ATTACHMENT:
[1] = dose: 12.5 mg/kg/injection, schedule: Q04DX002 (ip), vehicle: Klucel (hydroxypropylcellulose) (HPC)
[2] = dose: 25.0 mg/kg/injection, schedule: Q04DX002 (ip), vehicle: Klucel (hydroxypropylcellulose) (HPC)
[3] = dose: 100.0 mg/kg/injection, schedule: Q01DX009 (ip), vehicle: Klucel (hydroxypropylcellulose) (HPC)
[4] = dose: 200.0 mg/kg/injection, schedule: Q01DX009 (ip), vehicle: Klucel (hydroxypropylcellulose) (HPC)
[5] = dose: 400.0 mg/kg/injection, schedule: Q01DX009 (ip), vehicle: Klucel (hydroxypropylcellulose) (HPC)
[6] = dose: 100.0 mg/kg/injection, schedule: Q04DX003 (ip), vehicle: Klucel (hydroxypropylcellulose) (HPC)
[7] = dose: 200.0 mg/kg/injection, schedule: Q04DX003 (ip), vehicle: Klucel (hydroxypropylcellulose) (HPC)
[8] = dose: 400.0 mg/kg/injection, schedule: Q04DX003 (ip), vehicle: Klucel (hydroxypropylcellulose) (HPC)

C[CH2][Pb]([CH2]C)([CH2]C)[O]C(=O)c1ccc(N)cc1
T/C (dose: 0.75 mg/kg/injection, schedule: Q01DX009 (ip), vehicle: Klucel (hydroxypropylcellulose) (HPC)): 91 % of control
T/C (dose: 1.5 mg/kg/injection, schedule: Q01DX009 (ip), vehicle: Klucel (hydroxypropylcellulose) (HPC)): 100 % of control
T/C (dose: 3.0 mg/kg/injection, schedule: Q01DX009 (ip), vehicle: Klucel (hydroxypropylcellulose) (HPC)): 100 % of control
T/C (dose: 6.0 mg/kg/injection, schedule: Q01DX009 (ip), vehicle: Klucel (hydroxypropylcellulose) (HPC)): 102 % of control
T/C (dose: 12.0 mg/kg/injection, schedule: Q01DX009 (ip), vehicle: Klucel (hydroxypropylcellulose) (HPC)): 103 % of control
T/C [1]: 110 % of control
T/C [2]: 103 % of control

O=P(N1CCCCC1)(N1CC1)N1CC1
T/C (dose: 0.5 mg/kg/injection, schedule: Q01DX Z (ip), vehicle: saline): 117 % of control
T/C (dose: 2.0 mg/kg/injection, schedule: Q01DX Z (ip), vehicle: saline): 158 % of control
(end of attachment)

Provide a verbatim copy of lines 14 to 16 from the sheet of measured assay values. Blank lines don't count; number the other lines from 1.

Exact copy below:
T/C (dose: 12.0 mg/kg/injection, schedule: Q01DX009 (ip), vehicle: Klucel (hydroxypropylcellulose) (HPC)): 103 % of control
T/C [1]: 110 % of control
T/C [2]: 103 % of control